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Nancy's notes - May 12, 2016

“The Total Package” by Stephanie Evanovich, “Design for Murder” by Jessica Fletcher, “Property of a Noblewoman” by Danielle Steel.

        Janet Evanovich has been a favorite of our readers with her Stephanie Plum series. Her niece, Stephanie Evanovich, has also begun writing novels. We recently purchased, “The Total Package”, her third book. Star quarterback Tyson Palmer has it all: a million-dollar arm, a winning season and the promise of a Superbowl ring. He is also the ultimate comeback kid. After an addiction to painkillers nearly derailed his career, Tyson got sober and went from zero to hero in the eyes of the public. But Dani Carr, a sports commentator with high ratings and following of her own, remains unconvinced. Can a sports journalist trying to claw her way to the top and a quarterback who knows all about rock bottom make it to the Super Bowl without destroying each other?

Always popular with those who like a lighter, less graphic mystery is the “Murder  She Wrote” series. Jessica Fletcher’s latest, “ Design for Murder”  begins in Manhattan where Fletcher is to attend the debut of a new designer who was formerly Sandy Black of Cabot Cove. The young man has reinvented himself as Xandr Ebon, and is introducing his evening wear collection to the public and to the industry’s most powerful: the stylists, the magazine editors, the buyers, and the wealthy clientele who can make or break him. At the show, the glitz and glamour are dazzling until a young model, taking her first walk down the runway, collapses and dies. Natural causes?  Maybe. But when another model is found dead the fashion world gets nervous.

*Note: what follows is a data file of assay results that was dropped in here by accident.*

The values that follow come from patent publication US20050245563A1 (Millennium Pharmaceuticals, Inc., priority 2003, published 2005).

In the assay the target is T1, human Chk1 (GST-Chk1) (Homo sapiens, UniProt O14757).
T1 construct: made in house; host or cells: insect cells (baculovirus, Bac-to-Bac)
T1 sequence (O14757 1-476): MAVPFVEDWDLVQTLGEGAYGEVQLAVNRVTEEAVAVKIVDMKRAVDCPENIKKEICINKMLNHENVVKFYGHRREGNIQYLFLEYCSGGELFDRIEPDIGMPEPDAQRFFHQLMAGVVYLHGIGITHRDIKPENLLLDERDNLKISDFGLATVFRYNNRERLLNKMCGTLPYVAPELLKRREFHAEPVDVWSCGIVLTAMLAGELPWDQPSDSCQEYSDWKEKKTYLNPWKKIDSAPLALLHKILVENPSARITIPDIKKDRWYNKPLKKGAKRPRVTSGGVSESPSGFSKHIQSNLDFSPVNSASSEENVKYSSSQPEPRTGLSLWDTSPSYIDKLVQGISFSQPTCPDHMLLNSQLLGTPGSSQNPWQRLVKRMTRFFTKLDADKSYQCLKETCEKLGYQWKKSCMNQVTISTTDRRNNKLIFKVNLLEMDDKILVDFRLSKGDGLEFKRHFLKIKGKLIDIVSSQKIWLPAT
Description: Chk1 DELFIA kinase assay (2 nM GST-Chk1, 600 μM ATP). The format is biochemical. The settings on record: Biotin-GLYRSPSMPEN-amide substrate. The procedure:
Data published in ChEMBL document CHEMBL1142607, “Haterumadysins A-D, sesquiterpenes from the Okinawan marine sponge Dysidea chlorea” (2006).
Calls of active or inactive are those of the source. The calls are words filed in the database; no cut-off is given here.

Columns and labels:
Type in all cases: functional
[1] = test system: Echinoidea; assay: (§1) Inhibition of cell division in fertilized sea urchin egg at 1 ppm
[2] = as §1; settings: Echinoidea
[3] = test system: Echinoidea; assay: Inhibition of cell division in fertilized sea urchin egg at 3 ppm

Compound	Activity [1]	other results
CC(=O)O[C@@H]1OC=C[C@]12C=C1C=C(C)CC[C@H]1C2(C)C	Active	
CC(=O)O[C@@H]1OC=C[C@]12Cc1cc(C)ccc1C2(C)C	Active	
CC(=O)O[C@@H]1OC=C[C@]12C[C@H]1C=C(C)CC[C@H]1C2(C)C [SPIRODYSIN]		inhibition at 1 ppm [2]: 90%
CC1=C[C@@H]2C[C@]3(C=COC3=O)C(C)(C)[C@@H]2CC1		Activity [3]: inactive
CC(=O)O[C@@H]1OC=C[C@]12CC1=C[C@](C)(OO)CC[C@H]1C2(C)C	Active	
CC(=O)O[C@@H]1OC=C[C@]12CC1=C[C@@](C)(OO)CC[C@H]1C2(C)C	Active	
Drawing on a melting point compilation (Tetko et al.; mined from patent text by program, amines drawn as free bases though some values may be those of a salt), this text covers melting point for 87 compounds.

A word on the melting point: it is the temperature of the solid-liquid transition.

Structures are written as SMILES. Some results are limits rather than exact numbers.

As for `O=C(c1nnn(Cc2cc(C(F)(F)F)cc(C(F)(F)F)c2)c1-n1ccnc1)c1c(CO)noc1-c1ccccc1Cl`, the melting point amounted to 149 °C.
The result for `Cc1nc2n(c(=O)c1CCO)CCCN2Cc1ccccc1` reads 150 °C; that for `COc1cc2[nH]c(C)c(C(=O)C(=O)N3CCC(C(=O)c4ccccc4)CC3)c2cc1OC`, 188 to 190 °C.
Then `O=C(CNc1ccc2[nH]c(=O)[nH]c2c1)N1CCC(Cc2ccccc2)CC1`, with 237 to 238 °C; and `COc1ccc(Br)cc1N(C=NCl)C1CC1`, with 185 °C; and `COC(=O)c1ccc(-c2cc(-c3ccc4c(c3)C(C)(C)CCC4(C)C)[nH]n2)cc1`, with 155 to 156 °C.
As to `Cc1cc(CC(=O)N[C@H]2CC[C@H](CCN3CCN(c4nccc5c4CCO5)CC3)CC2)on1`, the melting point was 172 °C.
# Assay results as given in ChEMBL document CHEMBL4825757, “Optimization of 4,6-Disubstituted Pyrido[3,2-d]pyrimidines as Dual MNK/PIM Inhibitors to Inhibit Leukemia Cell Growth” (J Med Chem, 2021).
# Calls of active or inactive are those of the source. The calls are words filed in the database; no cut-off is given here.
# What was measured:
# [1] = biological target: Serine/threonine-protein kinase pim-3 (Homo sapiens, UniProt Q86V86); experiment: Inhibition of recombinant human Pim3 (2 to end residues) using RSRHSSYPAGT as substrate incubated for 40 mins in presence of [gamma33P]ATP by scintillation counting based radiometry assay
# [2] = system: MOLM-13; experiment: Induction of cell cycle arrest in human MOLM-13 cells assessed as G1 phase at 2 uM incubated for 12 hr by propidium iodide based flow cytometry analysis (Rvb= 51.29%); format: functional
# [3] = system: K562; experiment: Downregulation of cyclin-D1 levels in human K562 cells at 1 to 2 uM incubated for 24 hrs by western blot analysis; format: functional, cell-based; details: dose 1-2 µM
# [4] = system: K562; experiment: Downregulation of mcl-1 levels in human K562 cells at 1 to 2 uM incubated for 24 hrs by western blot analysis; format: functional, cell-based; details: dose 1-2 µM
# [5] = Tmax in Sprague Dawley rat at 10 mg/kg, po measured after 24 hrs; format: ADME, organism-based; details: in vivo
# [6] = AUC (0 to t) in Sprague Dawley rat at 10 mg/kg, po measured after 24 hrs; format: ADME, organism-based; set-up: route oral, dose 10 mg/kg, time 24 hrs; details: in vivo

We have two new titles from Danielle Steel. This week I’m writing about, “Property of a Noblewoman”. The story revolves around faded photographs of a glamorous couple in postwar Europe, old letters hinting of tragic loss, and an assortment of jewelry with spectacular stones. These items are found in a safe-deposit box long abandoned in a New York City bank. If no heir can be identified, the jewelry will be auctioned. Two people, drawn together by chance, begin to unravel the mystery of the jewelry’s owner. Jane Willoughby is a law clerk at the surrogate’s court and Phillip Lawton a fine arts expert for Christie’s auction house. They are doing their jobs when they come to the bank to inspect the contents of the box. But the search turns personal and their efforts will lead from New York to London and Paris, to Rome and Naples, and a series of stunning revelations.

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